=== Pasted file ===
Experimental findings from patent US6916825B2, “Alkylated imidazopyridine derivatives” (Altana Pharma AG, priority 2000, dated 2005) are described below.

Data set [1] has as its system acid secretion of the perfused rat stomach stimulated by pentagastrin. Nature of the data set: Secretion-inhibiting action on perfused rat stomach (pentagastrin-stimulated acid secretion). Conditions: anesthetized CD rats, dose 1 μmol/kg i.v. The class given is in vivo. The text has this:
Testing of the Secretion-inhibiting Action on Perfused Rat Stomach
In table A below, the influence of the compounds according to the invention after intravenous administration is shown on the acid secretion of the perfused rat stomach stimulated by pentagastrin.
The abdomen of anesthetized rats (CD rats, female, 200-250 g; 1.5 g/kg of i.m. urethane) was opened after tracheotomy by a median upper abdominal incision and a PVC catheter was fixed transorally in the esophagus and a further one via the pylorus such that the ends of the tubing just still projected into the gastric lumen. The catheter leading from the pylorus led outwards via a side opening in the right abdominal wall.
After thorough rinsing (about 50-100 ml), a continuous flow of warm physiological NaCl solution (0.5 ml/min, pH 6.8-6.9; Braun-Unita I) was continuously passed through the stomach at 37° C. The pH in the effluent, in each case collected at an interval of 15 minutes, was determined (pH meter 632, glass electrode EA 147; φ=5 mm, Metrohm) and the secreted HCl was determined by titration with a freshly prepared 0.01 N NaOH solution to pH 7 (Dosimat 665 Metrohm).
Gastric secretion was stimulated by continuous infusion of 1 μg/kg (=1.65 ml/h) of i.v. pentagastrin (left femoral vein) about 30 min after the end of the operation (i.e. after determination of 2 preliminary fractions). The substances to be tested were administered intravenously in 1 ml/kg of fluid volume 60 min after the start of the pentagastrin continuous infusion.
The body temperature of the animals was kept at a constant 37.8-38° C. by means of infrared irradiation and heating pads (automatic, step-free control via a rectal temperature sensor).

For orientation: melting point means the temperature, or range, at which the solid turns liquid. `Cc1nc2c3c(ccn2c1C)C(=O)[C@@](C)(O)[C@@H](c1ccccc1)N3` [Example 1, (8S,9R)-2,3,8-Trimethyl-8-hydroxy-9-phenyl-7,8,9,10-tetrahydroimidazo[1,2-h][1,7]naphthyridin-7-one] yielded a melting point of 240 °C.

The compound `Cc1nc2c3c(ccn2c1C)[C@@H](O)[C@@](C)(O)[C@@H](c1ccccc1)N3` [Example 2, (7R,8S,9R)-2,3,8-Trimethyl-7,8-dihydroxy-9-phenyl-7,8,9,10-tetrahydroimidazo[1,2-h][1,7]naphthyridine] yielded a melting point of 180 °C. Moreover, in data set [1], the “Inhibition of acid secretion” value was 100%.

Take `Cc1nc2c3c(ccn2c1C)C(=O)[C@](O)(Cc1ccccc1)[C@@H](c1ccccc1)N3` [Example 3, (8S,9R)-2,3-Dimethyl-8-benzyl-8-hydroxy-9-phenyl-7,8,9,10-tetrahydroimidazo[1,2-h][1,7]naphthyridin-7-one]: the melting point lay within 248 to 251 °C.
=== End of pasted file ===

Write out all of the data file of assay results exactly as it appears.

Experimental findings from patent US6916825B2, “Alkylated imidazopyridine derivatives” (Altana Pharma AG, priority 2000, dated 2005) are described below.

Data set [1] has as its system acid secretion of the perfused rat stomach stimulated by pentagastrin. Nature of the data set: Secretion-inhibiting action on perfused rat stomach (pentagastrin-stimulated acid secretion). Conditions: anesthetized CD rats, dose 1 μmol/kg i.v. The class given is in vivo. The text has this:
Testing of the Secretion-inhibiting Action on Perfused Rat Stomach
In table A below, the influence of the compounds according to the invention after intravenous administration is shown on the acid secretion of the perfused rat stomach stimulated by pentagastrin.
The abdomen of anesthetized rats (CD rats, female, 200-250 g; 1.5 g/kg of i.m. urethane) was opened after tracheotomy by a median upper abdominal incision and a PVC catheter was fixed transorally in the esophagus and a further one via the pylorus such that the ends of the tubing just still projected into the gastric lumen. The catheter leading from the pylorus led outwards via a side opening in the right abdominal wall.
After thorough rinsing (about 50-100 ml), a continuous flow of warm physiological NaCl solution (0.5 ml/min, pH 6.8-6.9; Braun-Unita I) was continuously passed through the stomach at 37° C. The pH in the effluent, in each case collected at an interval of 15 minutes, was determined (pH meter 632, glass electrode EA 147; φ=5 mm, Metrohm) and the secreted HCl was determined by titration with a freshly prepared 0.01 N NaOH solution to pH 7 (Dosimat 665 Metrohm).
Gastric secretion was stimulated by continuous infusion of 1 μg/kg (=1.65 ml/h) of i.v. pentagastrin (left femoral vein) about 30 min after the end of the operation (i.e. after determination of 2 preliminary fractions). The substances to be tested were administered intravenously in 1 ml/kg of fluid volume 60 min after the start of the pentagastrin continuous infusion.
The body temperature of the animals was kept at a constant 37.8-38° C. by means of infrared irradiation and heating pads (automatic, step-free control via a rectal temperature sensor).

For orientation: melting point means the temperature, or range, at which the solid turns liquid. `Cc1nc2c3c(ccn2c1C)C(=O)[C@@](C)(O)[C@@H](c1ccccc1)N3` [Example 1, (8S,9R)-2,3,8-Trimethyl-8-hydroxy-9-phenyl-7,8,9,10-tetrahydroimidazo[1,2-h][1,7]naphthyridin-7-one] yielded a melting point of 240 °C.

The compound `Cc1nc2c3c(ccn2c1C)[C@@H](O)[C@@](C)(O)[C@@H](c1ccccc1)N3` [Example 2, (7R,8S,9R)-2,3,8-Trimethyl-7,8-dihydroxy-9-phenyl-7,8,9,10-tetrahydroimidazo[1,2-h][1,7]naphthyridine] yielded a melting point of 180 °C. Moreover, in data set [1], the “Inhibition of acid secretion” value was 100%.

Take `Cc1nc2c3c(ccn2c1C)C(=O)[C@](O)(Cc1ccccc1)[C@@H](c1ccccc1)N3` [Example 3, (8S,9R)-2,3-Dimethyl-8-benzyl-8-hydroxy-9-phenyl-7,8,9,10-tetrahydroimidazo[1,2-h][1,7]naphthyridin-7-one]: the melting point lay within 248 to 251 °C.